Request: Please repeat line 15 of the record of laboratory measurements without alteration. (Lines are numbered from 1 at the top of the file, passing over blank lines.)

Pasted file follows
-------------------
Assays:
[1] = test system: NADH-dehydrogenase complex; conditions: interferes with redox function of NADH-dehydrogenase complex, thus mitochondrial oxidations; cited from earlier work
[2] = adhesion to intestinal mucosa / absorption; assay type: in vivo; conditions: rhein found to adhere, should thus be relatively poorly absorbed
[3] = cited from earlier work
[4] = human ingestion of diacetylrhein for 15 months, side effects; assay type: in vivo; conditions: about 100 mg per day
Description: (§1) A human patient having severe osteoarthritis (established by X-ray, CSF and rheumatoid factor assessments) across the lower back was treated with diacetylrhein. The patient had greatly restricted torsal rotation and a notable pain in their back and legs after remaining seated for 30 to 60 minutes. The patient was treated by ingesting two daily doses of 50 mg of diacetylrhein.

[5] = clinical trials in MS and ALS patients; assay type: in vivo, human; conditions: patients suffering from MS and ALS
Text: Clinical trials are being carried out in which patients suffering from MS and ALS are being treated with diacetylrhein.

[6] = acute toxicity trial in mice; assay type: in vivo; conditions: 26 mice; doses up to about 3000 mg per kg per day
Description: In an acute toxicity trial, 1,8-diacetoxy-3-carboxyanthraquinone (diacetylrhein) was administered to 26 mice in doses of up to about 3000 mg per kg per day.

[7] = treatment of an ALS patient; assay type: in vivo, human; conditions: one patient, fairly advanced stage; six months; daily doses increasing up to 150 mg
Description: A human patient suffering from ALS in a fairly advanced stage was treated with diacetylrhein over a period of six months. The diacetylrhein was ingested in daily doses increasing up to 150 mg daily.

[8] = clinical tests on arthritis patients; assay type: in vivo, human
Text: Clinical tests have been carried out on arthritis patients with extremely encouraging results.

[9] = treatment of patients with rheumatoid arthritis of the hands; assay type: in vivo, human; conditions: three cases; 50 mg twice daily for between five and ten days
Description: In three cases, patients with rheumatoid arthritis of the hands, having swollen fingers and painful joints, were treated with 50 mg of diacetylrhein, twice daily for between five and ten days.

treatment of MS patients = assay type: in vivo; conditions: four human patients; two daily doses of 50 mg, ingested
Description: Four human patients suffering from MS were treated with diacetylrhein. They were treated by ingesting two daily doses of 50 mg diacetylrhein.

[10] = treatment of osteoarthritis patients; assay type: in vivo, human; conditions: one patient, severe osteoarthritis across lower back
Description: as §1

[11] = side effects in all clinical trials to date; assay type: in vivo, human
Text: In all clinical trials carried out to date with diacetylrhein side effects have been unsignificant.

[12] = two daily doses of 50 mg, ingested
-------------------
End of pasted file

[9] = treatment of patients with rheumatoid arthritis of the hands; assay type: in vivo, human; conditions: three cases; 50 mg twice daily for between five and ten days